Sony Cyber-shot DSC-T70

Sony Cyber-shot DSC-T70 gallery

Landscape: 2.04MB, Program, 1/500, f5.6, ISO 80, 6.33-19mm at 6.33mm (equivalent to 38mm)

  Our first sample image was taken on a very bright day with the T70 zoomed-out to wide angle and set to its lowest 80 ISO sensitivity. As such this represents perfect conditions.

The T70’s widest equivalent coverage is just 38mm, which meant we had to stand back further than normal for this shot.

The crops contain a decent amount of detail as you’d hope, but look really closely and you’ll see some undesirable image processing artefacts which sadly crop up increasingly over its sensitivity range.


Landscape: 2.12MB, Program, 1/250, f7.1, ISO 100, 6.33-19mm at 19mm (equivalent to 114mm)

  Another shot taken on a sunny day, but this time with the T70 zoomed-in and set to a slightly higher sensitivity of 100 ISO.

From a distance and on normal-sized prints, the image looks fine, but examine closely at 100% on-screen and you’ll see image processing and compression artefacts rendering ultimate detail into somewhat fuzzy patches at times.


Landscape: 2.10MB, Program, 1/10, f3.5, ISO 100, 6.33-19mm at 6.33mm (equivalent to 38mm)

    Our second 100 ISO sample, although this time taken under very dim conditions with the lens zoomed-out.

If you compare this composition with our other compact galleries, you’ll see how the 38mm equivalent wide angle doesn’t capture anywhere as big a view from the same distance as those with 28mm coverage.

The crops are reasonably detailed though and only dedicated pixel peepers will notice any noise.


Portrait: 2.15MB, Program, 1/320, f7.1, ISO 200, 6.33-19mm at 19mm (equivalent to 114mm)

  This portrait shot was taken with the T70 full zoomed-in and the sensitivity increased to 200 ISO.

In these bright conditions, the T70 automatically selected an aperture of f7.1 which isn’t as open as the lens can go – as such the background isn’t particularly blurred.

The crops are also revealing the impact of greater image processing, smearing fine details.


Macro: 2.87MB, Program, 1/400, f5.6, ISO 400, 6.33-19mm at 6.33mm (equivalent to 38mm)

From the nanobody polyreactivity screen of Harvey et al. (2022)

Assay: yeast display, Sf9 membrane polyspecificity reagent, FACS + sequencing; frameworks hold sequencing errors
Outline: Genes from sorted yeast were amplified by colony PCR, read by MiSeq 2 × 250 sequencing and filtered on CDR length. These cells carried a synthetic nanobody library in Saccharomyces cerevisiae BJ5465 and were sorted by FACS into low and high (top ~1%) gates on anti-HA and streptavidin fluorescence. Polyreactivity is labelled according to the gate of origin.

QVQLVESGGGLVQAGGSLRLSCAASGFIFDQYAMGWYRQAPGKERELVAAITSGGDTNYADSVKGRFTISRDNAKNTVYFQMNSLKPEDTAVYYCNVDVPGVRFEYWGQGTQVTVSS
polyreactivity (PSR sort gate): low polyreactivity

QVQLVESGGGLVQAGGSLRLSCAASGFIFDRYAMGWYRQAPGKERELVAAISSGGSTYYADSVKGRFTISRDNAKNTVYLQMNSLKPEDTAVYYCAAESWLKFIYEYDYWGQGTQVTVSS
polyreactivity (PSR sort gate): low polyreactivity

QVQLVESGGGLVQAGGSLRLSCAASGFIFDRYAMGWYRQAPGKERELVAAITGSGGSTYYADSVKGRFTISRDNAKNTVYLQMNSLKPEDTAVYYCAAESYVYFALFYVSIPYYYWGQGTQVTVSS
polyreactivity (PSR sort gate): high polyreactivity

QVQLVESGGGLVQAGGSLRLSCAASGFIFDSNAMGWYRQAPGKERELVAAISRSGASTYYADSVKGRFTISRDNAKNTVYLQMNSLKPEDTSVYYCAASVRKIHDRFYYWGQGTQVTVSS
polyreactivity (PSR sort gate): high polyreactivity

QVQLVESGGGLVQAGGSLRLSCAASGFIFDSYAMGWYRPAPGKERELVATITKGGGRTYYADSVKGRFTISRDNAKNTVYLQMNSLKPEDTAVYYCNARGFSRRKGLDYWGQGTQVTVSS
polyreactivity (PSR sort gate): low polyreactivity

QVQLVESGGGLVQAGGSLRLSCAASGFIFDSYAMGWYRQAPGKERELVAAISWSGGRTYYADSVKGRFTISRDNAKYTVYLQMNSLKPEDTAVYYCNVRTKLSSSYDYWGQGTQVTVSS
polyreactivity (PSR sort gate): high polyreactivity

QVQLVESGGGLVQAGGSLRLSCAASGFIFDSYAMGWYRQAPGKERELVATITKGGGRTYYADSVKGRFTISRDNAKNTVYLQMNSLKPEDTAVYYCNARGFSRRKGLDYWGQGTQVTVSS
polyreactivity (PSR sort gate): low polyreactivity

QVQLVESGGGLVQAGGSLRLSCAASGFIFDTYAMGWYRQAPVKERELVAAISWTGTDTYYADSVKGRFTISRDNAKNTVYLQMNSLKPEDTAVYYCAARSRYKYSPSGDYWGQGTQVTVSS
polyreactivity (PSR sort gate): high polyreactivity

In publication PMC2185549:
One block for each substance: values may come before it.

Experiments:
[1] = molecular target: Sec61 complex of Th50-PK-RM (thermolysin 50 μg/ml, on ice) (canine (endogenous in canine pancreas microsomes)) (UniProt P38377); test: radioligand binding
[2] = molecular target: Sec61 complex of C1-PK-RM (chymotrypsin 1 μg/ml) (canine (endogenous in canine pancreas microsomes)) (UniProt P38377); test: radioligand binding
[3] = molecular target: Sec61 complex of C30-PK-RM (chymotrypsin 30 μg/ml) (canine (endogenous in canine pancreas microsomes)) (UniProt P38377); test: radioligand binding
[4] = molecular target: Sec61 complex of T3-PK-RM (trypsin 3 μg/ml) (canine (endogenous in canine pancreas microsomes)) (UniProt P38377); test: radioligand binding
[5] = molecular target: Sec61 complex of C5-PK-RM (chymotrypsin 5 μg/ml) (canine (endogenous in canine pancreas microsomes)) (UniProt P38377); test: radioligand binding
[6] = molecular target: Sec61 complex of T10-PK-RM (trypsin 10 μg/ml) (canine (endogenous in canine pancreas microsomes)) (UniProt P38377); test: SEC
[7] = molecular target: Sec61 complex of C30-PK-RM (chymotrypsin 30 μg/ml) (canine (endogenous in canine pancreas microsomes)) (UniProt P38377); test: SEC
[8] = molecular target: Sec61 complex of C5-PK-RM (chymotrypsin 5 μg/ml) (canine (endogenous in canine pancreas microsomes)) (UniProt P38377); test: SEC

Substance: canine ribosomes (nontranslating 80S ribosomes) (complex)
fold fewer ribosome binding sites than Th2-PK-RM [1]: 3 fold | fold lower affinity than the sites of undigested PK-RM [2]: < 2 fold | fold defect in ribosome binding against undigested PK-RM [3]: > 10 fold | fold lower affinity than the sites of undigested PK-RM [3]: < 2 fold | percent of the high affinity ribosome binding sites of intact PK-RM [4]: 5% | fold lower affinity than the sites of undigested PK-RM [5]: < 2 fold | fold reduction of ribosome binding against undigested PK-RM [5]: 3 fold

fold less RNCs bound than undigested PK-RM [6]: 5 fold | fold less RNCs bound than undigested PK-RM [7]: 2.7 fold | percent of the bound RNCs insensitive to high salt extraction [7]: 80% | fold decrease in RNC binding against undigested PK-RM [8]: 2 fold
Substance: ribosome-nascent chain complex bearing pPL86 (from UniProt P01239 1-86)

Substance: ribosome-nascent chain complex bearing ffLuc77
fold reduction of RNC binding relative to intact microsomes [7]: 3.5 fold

For this macro shot we increased the sensitivity to 400 ISO and positioned the camera as close at it would focus.

The subject matter here has done a reasonable job of hiding any detrimental effects of increasing the ISO and the crops contain a good amount of detail.


Indoor: 2.08MB, Program, 1/40, f3.5, ISO 400, 6.33-19mm at 6.33mm (equivalent to 38mm)


Another shot at 400 ISO, this time taken in dimmer indoor lighting conditions.

Look closely at the crops and you’ll see evidence of Sony’s now recognisable image processing artefacts: there is detail remaining, but many areas with similar colours and textures have become heavily smeared.

Of course if you’re printing at smaller sizes or not looking too closely, you won’t notice it too much, but pixel peepers will be bothered.


Indoor: 1.73MB, Program, 1/20, f3.5, ISO 800, 6.33-19mm at 6.33mm (equivalent to 38mm)

  Our 800 ISO sample taken indoors under dim light shows a further drop in quality with visible noise and image processing artefacts.

Rather worryingly, we also found the Super SteadyShot anti-shake system was right up against its capabilities here, with this being the best result from a selection which mostly suffered from blur.

This could be down to the system’s effectiveness, but equally the longer focal length (even when zoomed-out) compared to many rivals will have an impact.


Indoor: 1.93MB, Program, 1/60, f3.5, ISO 1600, 6.33-19mm at 6.33mm (equivalent to 38mm)

  Our final high sensitivity indoor shot was taken with the T70 set to 1600 ISO, and as you’d expect, there’s an increase in noise.

Interestingly the heavy-handed processing has eliminated much of the noise, but equally taken detail away with it too.

We saw a similar effect with the Sony H9, with the company applying rather too much noise reduction and compression than we’d like – especially without the opportunity to adjust it.


The following images were taken with the Sony Cyber-shot DSC-T70. The T70 was set to 8M mode with Auto White Balance, Multi metering and Normal Colour mode. Each image here was shot handheld using the camera’s Super SteadyShot system enabled.

The individual exposure mode, file sizes, shutter speeds, aperture, ISO and lens focal length are listed for each image.

The crops are taken from the original files, reproduced at 100% and saved in Adobe Photoshop CS2 as JPEGs with the default Very High quality preset, while the resized images were made in Photoshop CS2 and saved with the default High quality preset.

The three crops are typically taken from far left, central and far right portions of each image.

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